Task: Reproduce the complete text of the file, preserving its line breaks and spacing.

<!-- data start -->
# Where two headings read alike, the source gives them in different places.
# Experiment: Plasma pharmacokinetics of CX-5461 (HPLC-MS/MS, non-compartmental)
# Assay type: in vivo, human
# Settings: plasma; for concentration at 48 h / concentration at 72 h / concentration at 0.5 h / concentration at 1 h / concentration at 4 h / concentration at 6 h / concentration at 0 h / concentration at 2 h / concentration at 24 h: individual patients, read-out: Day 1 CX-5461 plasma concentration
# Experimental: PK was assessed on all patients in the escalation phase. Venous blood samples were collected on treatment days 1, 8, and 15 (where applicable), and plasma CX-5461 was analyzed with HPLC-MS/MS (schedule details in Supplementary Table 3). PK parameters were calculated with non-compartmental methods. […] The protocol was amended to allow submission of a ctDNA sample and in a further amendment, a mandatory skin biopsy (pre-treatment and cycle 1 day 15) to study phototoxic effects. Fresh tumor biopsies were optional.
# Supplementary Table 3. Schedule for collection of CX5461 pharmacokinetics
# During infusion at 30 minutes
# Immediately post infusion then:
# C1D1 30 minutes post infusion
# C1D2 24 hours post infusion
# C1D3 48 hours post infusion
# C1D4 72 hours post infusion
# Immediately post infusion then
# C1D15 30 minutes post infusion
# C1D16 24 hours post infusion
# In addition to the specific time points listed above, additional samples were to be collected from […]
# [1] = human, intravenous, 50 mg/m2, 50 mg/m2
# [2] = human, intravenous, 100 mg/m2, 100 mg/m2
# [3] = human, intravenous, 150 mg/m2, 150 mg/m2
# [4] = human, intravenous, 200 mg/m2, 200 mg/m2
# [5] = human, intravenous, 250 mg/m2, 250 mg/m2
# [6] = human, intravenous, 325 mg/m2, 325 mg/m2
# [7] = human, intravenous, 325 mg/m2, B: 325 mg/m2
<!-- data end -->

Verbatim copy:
# Where two headings read alike, the source gives them in different places.
# Experiment: Plasma pharmacokinetics of CX-5461 (HPLC-MS/MS, non-compartmental)
# Assay type: in vivo, human
# Settings: plasma; for concentration at 48 h / concentration at 72 h / concentration at 0.5 h / concentration at 1 h / concentration at 4 h / concentration at 6 h / concentration at 0 h / concentration at 2 h / concentration at 24 h: individual patients, read-out: Day 1 CX-5461 plasma concentration
# Experimental: PK was assessed on all patients in the escalation phase. Venous blood samples were collected on treatment days 1, 8, and 15 (where applicable), and plasma CX-5461 was analyzed with HPLC-MS/MS (schedule details in Supplementary Table 3). PK parameters were calculated with non-compartmental methods. […] The protocol was amended to allow submission of a ctDNA sample and in a further amendment, a mandatory skin biopsy (pre-treatment and cycle 1 day 15) to study phototoxic effects. Fresh tumor biopsies were optional.
# Supplementary Table 3. Schedule for collection of CX5461 pharmacokinetics
# During infusion at 30 minutes
# Immediately post infusion then:
# C1D1 30 minutes post infusion
# C1D2 24 hours post infusion
# C1D3 48 hours post infusion
# C1D4 72 hours post infusion
# Immediately post infusion then
# C1D15 30 minutes post infusion
# C1D16 24 hours post infusion
# In addition to the specific time points listed above, additional samples were to be collected from […]
# [1] = human, intravenous, 50 mg/m2, 50 mg/m2
# [2] = human, intravenous, 100 mg/m2, 100 mg/m2
# [3] = human, intravenous, 150 mg/m2, 150 mg/m2
# [4] = human, intravenous, 200 mg/m2, 200 mg/m2
# [5] = human, intravenous, 250 mg/m2, 250 mg/m2
# [6] = human, intravenous, 325 mg/m2, 325 mg/m2
# [7] = human, intravenous, 325 mg/m2, B: 325 mg/m2